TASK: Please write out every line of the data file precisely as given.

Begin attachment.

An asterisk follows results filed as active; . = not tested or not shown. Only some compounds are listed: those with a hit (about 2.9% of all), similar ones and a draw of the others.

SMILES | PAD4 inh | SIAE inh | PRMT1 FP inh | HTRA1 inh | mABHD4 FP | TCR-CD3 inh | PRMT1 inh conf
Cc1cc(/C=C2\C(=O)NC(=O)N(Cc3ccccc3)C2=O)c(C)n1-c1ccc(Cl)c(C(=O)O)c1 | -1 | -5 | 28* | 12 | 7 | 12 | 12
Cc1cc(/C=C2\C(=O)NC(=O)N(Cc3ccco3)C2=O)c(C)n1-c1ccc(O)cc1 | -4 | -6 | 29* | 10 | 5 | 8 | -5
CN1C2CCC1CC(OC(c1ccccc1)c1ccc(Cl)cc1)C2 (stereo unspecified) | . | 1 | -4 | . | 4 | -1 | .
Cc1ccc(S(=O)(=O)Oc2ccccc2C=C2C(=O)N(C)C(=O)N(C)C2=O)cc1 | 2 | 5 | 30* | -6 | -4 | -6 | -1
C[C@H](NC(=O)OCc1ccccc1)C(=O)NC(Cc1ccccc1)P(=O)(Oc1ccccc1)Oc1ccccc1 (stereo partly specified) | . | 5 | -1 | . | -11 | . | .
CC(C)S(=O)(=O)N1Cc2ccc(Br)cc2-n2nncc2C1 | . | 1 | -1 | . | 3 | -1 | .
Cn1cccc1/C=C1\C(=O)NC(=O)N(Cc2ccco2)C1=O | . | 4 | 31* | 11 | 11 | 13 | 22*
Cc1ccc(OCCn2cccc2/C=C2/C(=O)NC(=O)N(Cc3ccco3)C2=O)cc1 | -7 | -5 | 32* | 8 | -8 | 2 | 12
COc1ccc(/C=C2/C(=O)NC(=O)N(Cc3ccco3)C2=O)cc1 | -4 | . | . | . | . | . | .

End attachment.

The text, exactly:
An asterisk follows results filed as active; . = not tested or not shown. Only some compounds are listed: those with a hit (about 2.9% of all), similar ones and a draw of the others.

SMILES | PAD4 inh | SIAE inh | PRMT1 FP inh | HTRA1 inh | mABHD4 FP | TCR-CD3 inh | PRMT1 inh conf
Cc1cc(/C=C2\C(=O)NC(=O)N(Cc3ccccc3)C2=O)c(C)n1-c1ccc(Cl)c(C(=O)O)c1 | -1 | -5 | 28* | 12 | 7 | 12 | 12
Cc1cc(/C=C2\C(=O)NC(=O)N(Cc3ccco3)C2=O)c(C)n1-c1ccc(O)cc1 | -4 | -6 | 29* | 10 | 5 | 8 | -5
CN1C2CCC1CC(OC(c1ccccc1)c1ccc(Cl)cc1)C2 (stereo unspecified) | . | 1 | -4 | . | 4 | -1 | .
Cc1ccc(S(=O)(=O)Oc2ccccc2C=C2C(=O)N(C)C(=O)N(C)C2=O)cc1 | 2 | 5 | 30* | -6 | -4 | -6 | -1
C[C@H](NC(=O)OCc1ccccc1)C(=O)NC(Cc1ccccc1)P(=O)(Oc1ccccc1)Oc1ccccc1 (stereo partly specified) | . | 5 | -1 | . | -11 | . | .
CC(C)S(=O)(=O)N1Cc2ccc(Br)cc2-n2nncc2C1 | . | 1 | -1 | . | 3 | -1 | .
Cn1cccc1/C=C1\C(=O)NC(=O)N(Cc2ccco2)C1=O | . | 4 | 31* | 11 | 11 | 13 | 22*
Cc1ccc(OCCn2cccc2/C=C2/C(=O)NC(=O)N(Cc3ccco3)C2=O)cc1 | -7 | -5 | 32* | 8 | -8 | 2 | 12
COc1ccc(/C=C2/C(=O)NC(=O)N(Cc3ccco3)C2=O)cc1 | -4 | . | . | . | . | . | .